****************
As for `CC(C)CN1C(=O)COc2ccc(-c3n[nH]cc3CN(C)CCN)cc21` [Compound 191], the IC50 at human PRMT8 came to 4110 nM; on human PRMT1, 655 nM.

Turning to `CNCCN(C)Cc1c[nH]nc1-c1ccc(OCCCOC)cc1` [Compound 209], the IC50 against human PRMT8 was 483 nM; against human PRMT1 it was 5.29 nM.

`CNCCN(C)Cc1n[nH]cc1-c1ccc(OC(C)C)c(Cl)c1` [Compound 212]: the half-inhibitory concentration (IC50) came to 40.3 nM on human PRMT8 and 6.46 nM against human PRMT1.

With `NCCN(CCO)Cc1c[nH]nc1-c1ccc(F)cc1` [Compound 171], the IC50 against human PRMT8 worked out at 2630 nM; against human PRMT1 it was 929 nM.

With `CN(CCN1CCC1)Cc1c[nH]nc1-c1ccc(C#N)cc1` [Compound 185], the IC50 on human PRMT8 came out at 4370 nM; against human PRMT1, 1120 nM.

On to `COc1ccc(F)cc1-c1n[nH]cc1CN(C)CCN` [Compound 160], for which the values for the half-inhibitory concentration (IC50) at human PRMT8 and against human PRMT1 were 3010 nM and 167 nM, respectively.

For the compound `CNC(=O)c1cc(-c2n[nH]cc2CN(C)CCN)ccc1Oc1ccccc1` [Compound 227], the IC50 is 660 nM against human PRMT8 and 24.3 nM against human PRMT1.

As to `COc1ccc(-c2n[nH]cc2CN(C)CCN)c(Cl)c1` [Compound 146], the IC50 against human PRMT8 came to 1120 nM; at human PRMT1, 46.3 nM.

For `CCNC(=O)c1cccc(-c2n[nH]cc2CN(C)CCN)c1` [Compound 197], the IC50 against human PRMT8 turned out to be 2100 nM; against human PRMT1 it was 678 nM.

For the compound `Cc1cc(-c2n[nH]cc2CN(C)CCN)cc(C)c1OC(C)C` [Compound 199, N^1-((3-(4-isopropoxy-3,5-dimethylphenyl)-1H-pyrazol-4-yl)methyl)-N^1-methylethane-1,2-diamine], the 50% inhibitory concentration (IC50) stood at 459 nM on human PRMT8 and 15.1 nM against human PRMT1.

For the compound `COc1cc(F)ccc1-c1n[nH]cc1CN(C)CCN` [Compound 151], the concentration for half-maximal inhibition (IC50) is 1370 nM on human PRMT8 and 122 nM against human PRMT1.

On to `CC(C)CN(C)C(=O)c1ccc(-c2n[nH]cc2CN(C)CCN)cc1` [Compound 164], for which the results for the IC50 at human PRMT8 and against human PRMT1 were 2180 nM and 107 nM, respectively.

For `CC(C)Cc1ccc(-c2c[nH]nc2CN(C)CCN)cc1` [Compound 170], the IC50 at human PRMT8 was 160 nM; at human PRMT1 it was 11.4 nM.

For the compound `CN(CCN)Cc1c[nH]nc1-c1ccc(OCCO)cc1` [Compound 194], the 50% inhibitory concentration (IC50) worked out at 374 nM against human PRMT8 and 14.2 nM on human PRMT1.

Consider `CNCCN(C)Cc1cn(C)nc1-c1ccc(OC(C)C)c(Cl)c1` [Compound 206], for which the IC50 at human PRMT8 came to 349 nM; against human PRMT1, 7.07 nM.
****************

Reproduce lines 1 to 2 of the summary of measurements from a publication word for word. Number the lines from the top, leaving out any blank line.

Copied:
As for `CC(C)CN1C(=O)COc2ccc(-c3n[nH]cc3CN(C)CCN)cc21` [Compound 191], the IC50 at human PRMT8 came to 4110 nM; on human PRMT1, 655 nM.

Turning to `CNCCN(C)Cc1c[nH]nc1-c1ccc(OCCCOC)cc1` [Compound 209], the IC50 against human PRMT8 was 483 nM; against human PRMT1 it was 5.29 nM.